After my trip of a lifetime (which I will absolutely redo at some point) to Japan with James, I found myself on the doorstep of a local women’s shelter.
It was very difficult for me to make the initial call. I felt ashamed, confused and scared. On the other side of the line was a kind woman who asked me some preliminary questions to determine if I met some of the basic criteria for their services, which I did. I told her I didn’t want to waste anyone’s time. That I didn’t want to use their resources in the event someone in a more dire situation needed it.
The woman I spoke with said, “Do not minimize what is happening to you. What you are experiencing is a form of domestic violence. If there was a way to see what you’ve endured, you would be covered in bruises and scars.” When she said that I started to cry and made an an appointment to develop a safe exit plan for leaving James.
Waiting for the appointment (it was two weeks out) was difficult. There were moments when I felt like I was reclaiming my life and there were moments I was filled with complete doubt. When the day finally arrived, I brought two things with me. One was a risk assessment to determine James’ propensity for violence and the other was a list of all the things, big and small, that I could think of that had occurred in the (at that time) nine months I had known James.
The counselor was very knowledgeable, had so many years under her belt dealing with not only victims but the abusers themselves. She took great care in listening to me and reviewing my situation. At one point I asked, “Can they ever change?” And while there are statistics on this very question that show that a small percentage can change, she said that in her twenty years of working with abusers, not one had changed. Not a single one.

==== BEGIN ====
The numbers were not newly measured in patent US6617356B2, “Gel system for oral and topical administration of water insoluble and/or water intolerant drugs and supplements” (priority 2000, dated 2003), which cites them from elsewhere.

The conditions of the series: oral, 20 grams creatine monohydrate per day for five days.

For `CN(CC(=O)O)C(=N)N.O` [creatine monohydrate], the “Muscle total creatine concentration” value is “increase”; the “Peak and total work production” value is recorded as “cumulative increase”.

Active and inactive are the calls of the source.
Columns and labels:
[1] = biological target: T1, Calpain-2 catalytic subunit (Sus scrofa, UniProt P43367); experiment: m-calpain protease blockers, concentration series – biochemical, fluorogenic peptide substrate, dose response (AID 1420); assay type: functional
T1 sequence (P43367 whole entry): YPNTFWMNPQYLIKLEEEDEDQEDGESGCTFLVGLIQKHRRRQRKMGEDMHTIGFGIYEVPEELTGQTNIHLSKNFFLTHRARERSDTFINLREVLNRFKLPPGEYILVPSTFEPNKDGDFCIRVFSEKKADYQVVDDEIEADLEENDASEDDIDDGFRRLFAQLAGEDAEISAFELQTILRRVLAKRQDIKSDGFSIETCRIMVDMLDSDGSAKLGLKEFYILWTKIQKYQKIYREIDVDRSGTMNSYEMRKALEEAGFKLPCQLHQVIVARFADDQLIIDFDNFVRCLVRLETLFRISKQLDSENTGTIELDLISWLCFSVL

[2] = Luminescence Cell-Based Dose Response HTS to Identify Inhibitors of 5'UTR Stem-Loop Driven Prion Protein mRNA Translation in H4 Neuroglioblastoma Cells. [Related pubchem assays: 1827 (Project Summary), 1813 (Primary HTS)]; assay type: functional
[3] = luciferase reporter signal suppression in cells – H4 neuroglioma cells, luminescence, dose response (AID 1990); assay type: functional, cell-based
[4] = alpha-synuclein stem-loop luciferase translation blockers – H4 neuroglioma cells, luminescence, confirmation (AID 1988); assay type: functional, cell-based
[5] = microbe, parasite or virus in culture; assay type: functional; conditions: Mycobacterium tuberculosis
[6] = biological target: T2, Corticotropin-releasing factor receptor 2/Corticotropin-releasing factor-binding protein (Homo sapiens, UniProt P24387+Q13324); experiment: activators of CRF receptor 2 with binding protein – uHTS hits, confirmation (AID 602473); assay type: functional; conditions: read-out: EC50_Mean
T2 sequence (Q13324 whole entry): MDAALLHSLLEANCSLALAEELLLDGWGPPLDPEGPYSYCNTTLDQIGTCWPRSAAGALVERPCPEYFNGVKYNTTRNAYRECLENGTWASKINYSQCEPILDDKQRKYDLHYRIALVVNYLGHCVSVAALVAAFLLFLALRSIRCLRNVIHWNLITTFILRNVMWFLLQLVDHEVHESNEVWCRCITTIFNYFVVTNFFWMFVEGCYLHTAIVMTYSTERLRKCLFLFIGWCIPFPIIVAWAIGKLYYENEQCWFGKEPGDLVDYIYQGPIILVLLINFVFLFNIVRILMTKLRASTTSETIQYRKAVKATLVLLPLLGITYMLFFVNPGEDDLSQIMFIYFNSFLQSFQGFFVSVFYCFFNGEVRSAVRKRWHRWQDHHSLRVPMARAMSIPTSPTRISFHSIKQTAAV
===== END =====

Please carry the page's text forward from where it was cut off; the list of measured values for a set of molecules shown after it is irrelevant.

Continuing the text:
For better understanding the possibiltiy of abuser changing, please read this:
A typical sociopath falls under what is called a Cluster B Personality Disorder. Cluster B includes antisocial personality disorder, borderline personality disorder, narcissistic personality disorder and histrionic personality disorder. All of these disorders are marked by unpredicatable and dramatic behavior.
For me, what James “is” is mostly irrelevant except for two facts. The first is that treating a personality disorder is like climbing Mt. Everest without an oxygen tank. Is it possible? Yes. It is more likely you will die trying? Also yes. The second is that with any of these disorders, the ability to love is lacking and, in many instances, absent completely. And it is true, James didn’t ever love me.
It was time to let go and, to borrow from the wise and lovely Cheryl Strayed, break my own heart. James had already taken so much that I would, if nothing else, deny him the opportunity to do that.